Friday, January 08, 2010

This is What it Looks Like...

Winter is supposed to be the season where farmers slow down a little, catch up on things in the house, and prepare for the coming year. Well ... last winter and this winter seem just as crazy as any other time of year, and it is always more difficult to do chores in the cold and snow (both of which we have had in excess this year). Let me just say it has been a tough winter and blogging unfortunately was the first thing to get cut when things got tough and busy ... let's just leave it at that.

It seems like the snow and cold just keep coming here and as I type this we are preparing for double-digits below zero. Farm life has become a cycle of digging out of a storm or cold temperatures and preparing for the next. But, thanks to friends and neighbors (along with a working saw) we have been able to keep the house warm and feed coming to the animals. Not everything has worked out very easily though and I have often wondered what in the world I was doing.

Through all of it I am trying to learn and keep my head up. I'm keeping track of the things that work (very few it seems like) and the things that don't work (there are quite a few of these). If I'm worth anything as a farmer I will be able to take these difficult lessons and build on them for the next winter and years to come. Some of the problems have stemmed from not being able to complete a project that I wanted to do before winter (because of money or time), and some of the problems have just come out of no where and taught me a lesson or ten!

I will try to spend some time over the next week catching up on what is going on and answering some of the questions that have come up in my "blogging absence". I hope and pray you are surviving and thriving this winter wherever you are ... make sure to throw on an extra warm comfy blanket on these cold nights!!!


4 comments:

Paul said...

Welcome back Ethan! I was hoping you weren't buried in a snow bank somewhere, never to blog again. Good call on shedding the less important stuff (like keeping electronic-land informed, as much as we enjoy hearing from you) in favor of the much more important surviving the School of Hard Knocks.

I can't help but mention that IA isn't the only one struggling with bad weather, we are having a cold snap here in South Texas as well. It actually dipped below freezing, and I had to bundle up today by putting on a long-sleeved shirt. I'm not rubbing it in or anything, just saying!

When you can sort it all out and process everything, I would love to hear about the troubles you encountered. To me, part of the draw to your blog is the realness (is that a word?) of pursuing your farming dream. The triumph and the tragedy, the hope and the dark days, the good, bad AND the ugly. But I know that sharing what sounds like a rough winter with strangers will take some time.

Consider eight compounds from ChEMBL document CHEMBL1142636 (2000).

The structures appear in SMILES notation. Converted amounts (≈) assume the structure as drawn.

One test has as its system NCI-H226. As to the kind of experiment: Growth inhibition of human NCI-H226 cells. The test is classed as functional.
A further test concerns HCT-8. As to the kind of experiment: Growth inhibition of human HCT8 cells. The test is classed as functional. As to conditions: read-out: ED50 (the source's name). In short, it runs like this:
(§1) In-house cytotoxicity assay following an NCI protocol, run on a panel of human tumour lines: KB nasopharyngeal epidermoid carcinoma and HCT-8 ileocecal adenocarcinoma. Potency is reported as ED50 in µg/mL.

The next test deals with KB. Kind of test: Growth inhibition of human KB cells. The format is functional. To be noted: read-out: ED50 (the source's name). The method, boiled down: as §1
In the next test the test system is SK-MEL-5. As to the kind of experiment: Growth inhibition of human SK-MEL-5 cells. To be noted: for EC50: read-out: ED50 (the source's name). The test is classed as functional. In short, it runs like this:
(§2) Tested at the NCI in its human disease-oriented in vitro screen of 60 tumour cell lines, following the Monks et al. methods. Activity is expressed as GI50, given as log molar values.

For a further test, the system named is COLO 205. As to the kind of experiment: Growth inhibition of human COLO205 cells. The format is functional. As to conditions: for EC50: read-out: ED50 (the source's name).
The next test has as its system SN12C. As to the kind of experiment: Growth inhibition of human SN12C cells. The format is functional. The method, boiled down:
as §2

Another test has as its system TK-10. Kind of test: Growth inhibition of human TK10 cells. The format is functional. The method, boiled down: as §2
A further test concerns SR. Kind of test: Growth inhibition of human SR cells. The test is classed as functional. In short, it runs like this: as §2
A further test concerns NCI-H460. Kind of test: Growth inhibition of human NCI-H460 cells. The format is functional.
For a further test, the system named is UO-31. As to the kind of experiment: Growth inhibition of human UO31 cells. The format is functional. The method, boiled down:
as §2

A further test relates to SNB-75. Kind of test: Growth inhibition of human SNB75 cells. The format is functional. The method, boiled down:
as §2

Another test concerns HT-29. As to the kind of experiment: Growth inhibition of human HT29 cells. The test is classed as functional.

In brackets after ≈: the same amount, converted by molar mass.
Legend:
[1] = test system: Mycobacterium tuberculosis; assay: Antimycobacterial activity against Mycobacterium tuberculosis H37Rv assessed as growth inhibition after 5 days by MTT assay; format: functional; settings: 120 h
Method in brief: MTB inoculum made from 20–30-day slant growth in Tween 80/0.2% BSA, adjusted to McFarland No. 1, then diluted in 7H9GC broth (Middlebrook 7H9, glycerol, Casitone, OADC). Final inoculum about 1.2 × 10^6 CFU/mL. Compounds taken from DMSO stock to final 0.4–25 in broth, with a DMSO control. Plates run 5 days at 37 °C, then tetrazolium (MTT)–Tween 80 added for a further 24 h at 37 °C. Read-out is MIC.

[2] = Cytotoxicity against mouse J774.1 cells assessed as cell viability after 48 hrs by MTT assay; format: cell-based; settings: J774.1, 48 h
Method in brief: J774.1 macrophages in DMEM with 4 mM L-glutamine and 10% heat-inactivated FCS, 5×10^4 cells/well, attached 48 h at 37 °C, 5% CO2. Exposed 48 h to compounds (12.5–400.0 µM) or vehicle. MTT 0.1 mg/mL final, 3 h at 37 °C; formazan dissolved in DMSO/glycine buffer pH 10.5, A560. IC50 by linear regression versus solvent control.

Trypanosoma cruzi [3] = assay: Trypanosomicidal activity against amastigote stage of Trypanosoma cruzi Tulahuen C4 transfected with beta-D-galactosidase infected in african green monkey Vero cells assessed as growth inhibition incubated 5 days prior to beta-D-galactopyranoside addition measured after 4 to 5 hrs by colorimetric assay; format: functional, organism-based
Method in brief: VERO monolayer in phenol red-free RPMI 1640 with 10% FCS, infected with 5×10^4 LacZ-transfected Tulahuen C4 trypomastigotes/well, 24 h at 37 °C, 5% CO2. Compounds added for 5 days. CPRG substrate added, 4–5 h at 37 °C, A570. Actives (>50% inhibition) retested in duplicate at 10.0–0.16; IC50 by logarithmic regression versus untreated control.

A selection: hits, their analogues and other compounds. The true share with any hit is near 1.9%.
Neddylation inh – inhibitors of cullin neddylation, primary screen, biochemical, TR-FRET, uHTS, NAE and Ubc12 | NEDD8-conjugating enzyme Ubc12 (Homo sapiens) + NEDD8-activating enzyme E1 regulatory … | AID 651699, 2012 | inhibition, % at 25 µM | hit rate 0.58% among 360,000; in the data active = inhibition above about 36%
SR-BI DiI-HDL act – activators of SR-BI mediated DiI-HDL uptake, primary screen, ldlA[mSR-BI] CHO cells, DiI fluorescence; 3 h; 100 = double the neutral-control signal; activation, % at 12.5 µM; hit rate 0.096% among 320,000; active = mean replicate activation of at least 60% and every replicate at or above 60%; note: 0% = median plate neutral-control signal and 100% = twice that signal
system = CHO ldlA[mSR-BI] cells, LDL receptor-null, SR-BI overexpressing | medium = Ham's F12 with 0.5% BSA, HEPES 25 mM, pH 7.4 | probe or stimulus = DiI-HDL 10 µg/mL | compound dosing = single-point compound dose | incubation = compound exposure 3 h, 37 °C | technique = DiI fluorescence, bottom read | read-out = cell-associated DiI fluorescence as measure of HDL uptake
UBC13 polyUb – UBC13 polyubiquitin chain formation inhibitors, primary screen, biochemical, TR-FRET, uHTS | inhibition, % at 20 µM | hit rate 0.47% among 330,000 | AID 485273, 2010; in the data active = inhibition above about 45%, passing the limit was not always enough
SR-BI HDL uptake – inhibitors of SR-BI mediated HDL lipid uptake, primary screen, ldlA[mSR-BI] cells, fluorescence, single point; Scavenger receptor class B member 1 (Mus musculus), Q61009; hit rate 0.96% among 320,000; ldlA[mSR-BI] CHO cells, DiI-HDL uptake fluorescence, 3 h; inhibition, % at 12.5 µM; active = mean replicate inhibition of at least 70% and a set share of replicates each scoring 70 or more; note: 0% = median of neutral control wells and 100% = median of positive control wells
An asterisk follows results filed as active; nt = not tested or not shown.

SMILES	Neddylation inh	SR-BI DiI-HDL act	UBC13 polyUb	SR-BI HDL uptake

In the mean time, a fellow Christian is praying for you, your family and your situation. As long as your relationship to Christ is solid, "all things are possible" (Mark 9:23, Matt 8:23-27). I wish you well, and look forward to your next update!

Kathryn said...

Keep hanging in there. You and the family are in my thoughts and prayers.

Quinn said...

I too am glad to see you 'coming up for air' and posting here. I have you on my RSS reader and look forward to hearing all about your efforts there.

In my own situation I am 'on the farm', so to speak, simply as a result of having a wife who is interested in animals and all things homemade. She is a wizard at canning, preserving and growing.

Just when I thought we were 'settled' in the city, she began to lobby for a place with a little more land, in order to persue a 'country' lifestyle. That's how, over a year and a half of Realtor's emails, we found our dream place on 27 beautiful acres of Middle Tennessee hill country.

She too started a blog, and I find myself seeing our life played out on the internet at http://www.HeavenScentFarms.com

We too have had a share of winter, but nothing lower that single digits. We use our fireplace to defray the cost of the HVAC system, which runs on propane. Since we've moved here I've learned to process firewood. Even my two boys have become involved in this process and enjoy helping dad.

I'm the only guy I know who's Christmas wish-list last year consisted of a splitting maul!

Ethan, it's entertaining and encouraging to read of your efforts there on the farm. You always have a lot to say and are entertaining to boot.

Much luck and Christian love to you and your family.

Quinn

Rough Rider said...

Hang in Ethan! God will bless His vision as long as you focus on that. God Bless!!

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